Australia shares edge lower as offshore markets retreat
* Banks lose ground after recent record highs
* SGF Australia surges on takeover news
By Maggie Lu Yueyang
SYDNEY, May 16 (Reuters) - Australian shares slipped on Friday, tracking a pullback in Wall Street stocks, with investors eyeing potential offshore risks including a slowing Chinese economy and the Ukraine crisis in the absence of major local catalysts.
Banks weighed on the market, with top lender Commonwealth Bank of Australia losing 0.8 percent after touching a record high the previous day. Australia and New Zealand Banking Group shed 0.7 percent and Westpac Banking Corp fell 0.6 percent as both stocks traded ex-dividend.
"Given the fact most of them have already traded ex-dividend - interest might be limited in the near term, until they return to more appealing levels," said Stan Shamu, market strategist at IG.
The S&P/ASX 200 index was down 0.5 percent or 26 points at 5,484.2 as of 0144 GMT, after rising 0.3 percent to a two-week high on Thursday. It is up 0.4 percent on the week.
The benchmark struck a near six-year high of 5,554.5 points on April 29, but has drifted sideways in a narrow range this week as economic events and a handful of corporate results offered no major surprises.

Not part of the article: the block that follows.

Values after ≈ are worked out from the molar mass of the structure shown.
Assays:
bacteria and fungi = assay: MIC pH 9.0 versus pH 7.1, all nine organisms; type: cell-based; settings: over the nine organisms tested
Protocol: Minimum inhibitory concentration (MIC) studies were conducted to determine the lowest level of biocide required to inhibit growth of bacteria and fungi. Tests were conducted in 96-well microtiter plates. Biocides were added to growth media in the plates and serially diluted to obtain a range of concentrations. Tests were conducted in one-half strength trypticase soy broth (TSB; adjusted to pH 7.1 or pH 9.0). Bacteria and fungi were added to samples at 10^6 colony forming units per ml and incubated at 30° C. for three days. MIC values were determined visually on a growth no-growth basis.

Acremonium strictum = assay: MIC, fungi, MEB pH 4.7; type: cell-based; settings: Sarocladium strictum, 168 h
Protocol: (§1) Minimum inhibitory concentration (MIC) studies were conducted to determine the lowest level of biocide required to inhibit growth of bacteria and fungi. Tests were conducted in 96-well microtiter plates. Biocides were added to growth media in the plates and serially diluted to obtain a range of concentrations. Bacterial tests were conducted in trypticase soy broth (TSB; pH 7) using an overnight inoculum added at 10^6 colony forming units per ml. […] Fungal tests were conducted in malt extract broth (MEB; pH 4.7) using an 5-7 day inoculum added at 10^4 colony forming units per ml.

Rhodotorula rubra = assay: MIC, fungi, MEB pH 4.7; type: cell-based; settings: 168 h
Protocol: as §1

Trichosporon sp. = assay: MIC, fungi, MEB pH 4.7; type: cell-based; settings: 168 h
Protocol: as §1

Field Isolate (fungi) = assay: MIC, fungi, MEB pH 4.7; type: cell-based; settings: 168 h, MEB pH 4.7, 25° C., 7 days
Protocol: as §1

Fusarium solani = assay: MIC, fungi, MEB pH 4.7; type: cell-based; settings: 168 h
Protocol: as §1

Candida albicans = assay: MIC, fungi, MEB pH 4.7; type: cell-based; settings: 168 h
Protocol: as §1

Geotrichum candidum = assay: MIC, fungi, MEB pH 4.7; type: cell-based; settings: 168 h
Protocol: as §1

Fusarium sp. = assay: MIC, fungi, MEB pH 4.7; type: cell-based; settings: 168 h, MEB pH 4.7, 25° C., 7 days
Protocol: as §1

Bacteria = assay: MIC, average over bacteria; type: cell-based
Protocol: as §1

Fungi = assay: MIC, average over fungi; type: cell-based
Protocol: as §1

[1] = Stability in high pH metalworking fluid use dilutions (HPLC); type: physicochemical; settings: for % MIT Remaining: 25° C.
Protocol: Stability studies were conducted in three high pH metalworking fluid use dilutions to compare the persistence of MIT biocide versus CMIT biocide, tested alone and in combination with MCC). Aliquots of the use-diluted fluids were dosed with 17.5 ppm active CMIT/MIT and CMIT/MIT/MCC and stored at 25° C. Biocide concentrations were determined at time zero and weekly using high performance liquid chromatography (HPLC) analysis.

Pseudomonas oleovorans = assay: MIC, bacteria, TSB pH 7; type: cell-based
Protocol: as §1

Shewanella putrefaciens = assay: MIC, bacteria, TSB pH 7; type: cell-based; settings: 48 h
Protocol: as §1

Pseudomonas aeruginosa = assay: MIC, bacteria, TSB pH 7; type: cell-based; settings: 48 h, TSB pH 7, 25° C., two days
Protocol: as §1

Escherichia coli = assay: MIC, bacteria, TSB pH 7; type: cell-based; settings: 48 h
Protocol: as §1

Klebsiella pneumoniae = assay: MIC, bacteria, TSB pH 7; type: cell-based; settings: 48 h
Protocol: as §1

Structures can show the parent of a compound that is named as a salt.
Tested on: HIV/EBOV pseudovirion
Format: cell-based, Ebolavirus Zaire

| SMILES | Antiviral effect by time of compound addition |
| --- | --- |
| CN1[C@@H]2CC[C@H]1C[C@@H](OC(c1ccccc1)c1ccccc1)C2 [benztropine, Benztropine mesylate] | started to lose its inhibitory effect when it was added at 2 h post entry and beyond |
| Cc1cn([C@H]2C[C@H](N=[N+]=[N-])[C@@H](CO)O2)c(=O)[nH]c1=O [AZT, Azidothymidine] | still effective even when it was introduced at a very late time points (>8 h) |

Investors in equities have a long list to worry about including the market being overvalued, the end to U.S. monetary stimulus and a slowdown in China, Tim Radford, global investment manager at Rivkin Securities, said in a note to clients.
"At the moment, there isn't much to be positive about," Radford said. "The biggest near-term concern is the fact U.S. equity markets haven't had a large scale correction in over two years, with stocks losing momentum fast."
Among notable movers, SGF Australia rocketed 21.2 percent to A$0.885, its highest point since May 2002, after agreeing to a takeover by larger financial services rival IOOF Holdings Ltd for about A$670 million. IOOF rose 2.1 percent.
Toll road operator Transurban jumped 1.4 percent to a five-week high of A$7.36 after credit ratings agency Moody's affirmed its BAA1 rating and revised the outlook to stable from developing, after the company successfully completed a capital raising to fund its acquisition of Queensland Motorways.
Elsewhere, Leighton Holdings Ltd said it is still in advanced negotiations regarding the settlement of a shareholder class action, and a settlement has not yet been signed. Leighton shares were down 1.3 percent.
Goodman Fielder Ltd said it will consider a fresh A$1.37 billion takeover offer from Wilmar International and First Pacific Co. Shares in the Australian food company slipped 0.3 percent.
New Zealand's benchmark NZX 50 index fell 0.4 percent to 5,175.6. (Reporting by Maggie Lu Yueyang, additional reporting by Thuy Ong; Editing by Chris Gallagher)